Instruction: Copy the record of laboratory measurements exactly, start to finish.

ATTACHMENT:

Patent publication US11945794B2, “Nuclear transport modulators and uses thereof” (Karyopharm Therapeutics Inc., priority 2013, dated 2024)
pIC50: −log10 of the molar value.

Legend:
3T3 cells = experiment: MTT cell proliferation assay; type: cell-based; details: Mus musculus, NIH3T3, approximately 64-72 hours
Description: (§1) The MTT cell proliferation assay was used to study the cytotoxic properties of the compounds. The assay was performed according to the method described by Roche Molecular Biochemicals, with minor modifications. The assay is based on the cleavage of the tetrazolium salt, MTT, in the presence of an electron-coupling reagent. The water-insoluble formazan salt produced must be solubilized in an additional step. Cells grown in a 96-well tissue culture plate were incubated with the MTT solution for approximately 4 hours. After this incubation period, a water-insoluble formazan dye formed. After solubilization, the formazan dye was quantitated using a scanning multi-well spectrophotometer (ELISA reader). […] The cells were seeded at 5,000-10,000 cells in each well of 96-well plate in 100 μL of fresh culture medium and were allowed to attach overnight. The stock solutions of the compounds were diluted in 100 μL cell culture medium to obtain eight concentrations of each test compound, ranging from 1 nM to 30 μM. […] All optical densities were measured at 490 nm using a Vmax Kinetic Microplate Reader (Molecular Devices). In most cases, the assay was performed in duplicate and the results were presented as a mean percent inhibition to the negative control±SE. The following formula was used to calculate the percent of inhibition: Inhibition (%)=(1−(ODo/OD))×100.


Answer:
Patent publication US11945794B2, “Nuclear transport modulators and uses thereof” (Karyopharm Therapeutics Inc., priority 2013, dated 2024)
pIC50: −log10 of the molar value.

Legend:
3T3 cells = experiment: MTT cell proliferation assay; type: cell-based; details: Mus musculus, NIH3T3, approximately 64-72 hours
Description: (§1) The MTT cell proliferation assay was used to study the cytotoxic properties of the compounds. The assay was performed according to the method described by Roche Molecular Biochemicals, with minor modifications. The assay is based on the cleavage of the tetrazolium salt, MTT, in the presence of an electron-coupling reagent. The water-insoluble formazan salt produced must be solubilized in an additional step. Cells grown in a 96-well tissue culture plate were incubated with the MTT solution for approximately 4 hours. After this incubation period, a water-insoluble formazan dye formed. After solubilization, the formazan dye was quantitated using a scanning multi-well spectrophotometer (ELISA reader). […] The cells were seeded at 5,000-10,000 cells in each well of 96-well plate in 100 μL of fresh culture medium and were allowed to attach overnight. The stock solutions of the compounds were diluted in 100 μL cell culture medium to obtain eight concentrations of each test compound, ranging from 1 nM to 30 μM. […] All optical densities were measured at 490 nm using a Vmax Kinetic Microplate Reader (Molecular Devices). In most cases, the assay was performed in duplicate and the results were presented as a mean percent inhibition to the negative control±SE. The following formula was used to calculate the percent of inhibition: Inhibition (%)=(1−(ODo/OD))×100.